- Book Polygamy Day One
- Book Polygamy Day Two
- Book Polygamy Day Three
- Book Polygamy Days Four and Five
- How to Read More than One Book at a Time
I won’t bother showing you an update on my Goodreads account because I didn’t actually get in any reading yesterday. Well, I take that back: I read about 30 pages of The Dinner last night before falling asleep. Any reading is good reading. I spent the day with a girlfriend who had a tremendously long to-do list, and found that she was much more efficient at completing tasks if she had someone with her. Is it a “misery loves company” or “guilt into action” situation? I’m not sure, but I’ll use any excuse to eat Panera and chat with a friend while being productive. While she worked on her projects, I spent the time analyzing my English IV Bootcamp content.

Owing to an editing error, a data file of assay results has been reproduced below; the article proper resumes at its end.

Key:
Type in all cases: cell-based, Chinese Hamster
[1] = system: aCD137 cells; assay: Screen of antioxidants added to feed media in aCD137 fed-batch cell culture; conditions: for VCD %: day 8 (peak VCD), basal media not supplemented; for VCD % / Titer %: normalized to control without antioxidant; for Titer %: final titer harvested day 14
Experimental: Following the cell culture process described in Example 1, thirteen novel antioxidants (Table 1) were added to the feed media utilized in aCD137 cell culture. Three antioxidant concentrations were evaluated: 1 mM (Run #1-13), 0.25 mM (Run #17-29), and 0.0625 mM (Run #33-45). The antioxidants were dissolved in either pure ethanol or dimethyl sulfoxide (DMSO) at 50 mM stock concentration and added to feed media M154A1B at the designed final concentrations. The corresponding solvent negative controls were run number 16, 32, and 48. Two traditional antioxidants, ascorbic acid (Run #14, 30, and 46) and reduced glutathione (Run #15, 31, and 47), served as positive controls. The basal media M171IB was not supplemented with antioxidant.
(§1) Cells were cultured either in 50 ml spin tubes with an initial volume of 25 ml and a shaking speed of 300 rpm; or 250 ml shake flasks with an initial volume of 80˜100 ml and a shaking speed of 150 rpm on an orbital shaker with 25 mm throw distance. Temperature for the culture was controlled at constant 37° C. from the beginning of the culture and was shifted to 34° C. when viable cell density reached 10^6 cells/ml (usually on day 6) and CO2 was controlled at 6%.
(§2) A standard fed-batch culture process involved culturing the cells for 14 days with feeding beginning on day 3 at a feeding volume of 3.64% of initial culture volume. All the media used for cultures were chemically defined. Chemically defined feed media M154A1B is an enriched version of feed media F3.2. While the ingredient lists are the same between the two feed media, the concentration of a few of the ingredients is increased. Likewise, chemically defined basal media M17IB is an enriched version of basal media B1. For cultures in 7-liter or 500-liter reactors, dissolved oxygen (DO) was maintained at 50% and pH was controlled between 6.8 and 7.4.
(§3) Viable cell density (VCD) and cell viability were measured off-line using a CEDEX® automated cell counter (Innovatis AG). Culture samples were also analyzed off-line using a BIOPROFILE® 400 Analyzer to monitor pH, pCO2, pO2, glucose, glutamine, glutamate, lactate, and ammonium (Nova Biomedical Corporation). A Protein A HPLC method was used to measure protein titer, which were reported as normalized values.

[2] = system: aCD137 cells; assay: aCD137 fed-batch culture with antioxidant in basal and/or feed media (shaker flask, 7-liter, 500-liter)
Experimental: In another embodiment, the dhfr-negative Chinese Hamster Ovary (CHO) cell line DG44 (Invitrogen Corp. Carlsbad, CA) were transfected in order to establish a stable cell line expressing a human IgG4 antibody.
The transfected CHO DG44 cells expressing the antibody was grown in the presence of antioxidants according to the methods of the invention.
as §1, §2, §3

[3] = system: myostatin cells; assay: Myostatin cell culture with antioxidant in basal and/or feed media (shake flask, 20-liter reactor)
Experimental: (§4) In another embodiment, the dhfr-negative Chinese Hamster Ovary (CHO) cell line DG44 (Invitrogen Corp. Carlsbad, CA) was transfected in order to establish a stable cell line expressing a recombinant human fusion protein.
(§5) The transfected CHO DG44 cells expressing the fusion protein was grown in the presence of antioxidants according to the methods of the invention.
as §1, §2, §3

Let’s start with what it’s not:
- Classroom management strategy
- Scare tactics
- A system to weed out the weak from the strong
- A simple review of content from previous years
What is Classroom Bootcamp?
My definition for classroom bootcamp can best be described by its purpose: to support future learning by establishing a solid foundation of the key components and skill necessary for mastery.
There are many different ways that teachers can create a classroom bootcamp, but for my purpose and grade level (AP Language & Senior English), I prefer a systematic clustering of key concepts presented in a way that allows students to make connections between themselves, their world, and other content areas. Each class period is constructed with:
- an introduction/anticipatory set through the Bell Ringer/Bell Work activity
- activity to allow students to engage their prior knowledge
- collaborative activity, even if it’s just a “Think-Pair-Share”
- application to a real-world event or problem
- application to a text
Because I will be working with older students, there will be two main topics focused on during my classroom bootcamp: vocabulary and analysis.